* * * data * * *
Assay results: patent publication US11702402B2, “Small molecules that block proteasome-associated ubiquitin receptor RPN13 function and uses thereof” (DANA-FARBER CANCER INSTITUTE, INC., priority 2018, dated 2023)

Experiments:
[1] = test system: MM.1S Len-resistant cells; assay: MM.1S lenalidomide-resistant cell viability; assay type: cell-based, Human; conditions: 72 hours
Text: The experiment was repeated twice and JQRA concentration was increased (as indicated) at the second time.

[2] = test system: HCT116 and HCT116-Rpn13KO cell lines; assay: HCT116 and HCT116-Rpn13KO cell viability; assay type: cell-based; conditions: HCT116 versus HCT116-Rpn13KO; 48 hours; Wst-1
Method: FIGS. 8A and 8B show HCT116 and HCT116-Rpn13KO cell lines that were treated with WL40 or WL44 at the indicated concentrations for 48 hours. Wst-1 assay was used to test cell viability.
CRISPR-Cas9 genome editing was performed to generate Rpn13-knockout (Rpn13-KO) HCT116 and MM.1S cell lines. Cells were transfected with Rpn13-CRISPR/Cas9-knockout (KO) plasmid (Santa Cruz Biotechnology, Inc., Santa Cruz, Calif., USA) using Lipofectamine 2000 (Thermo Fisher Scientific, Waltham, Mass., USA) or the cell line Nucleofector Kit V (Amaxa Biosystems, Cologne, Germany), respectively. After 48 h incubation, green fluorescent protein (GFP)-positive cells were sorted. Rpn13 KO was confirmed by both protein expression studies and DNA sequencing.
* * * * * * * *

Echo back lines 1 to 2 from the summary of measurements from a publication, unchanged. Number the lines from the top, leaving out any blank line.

Assay results: patent publication US11702402B2, “Small molecules that block proteasome-associated ubiquitin receptor RPN13 function and uses thereof” (DANA-FARBER CANCER INSTITUTE, INC., priority 2018, dated 2023)

Experiments: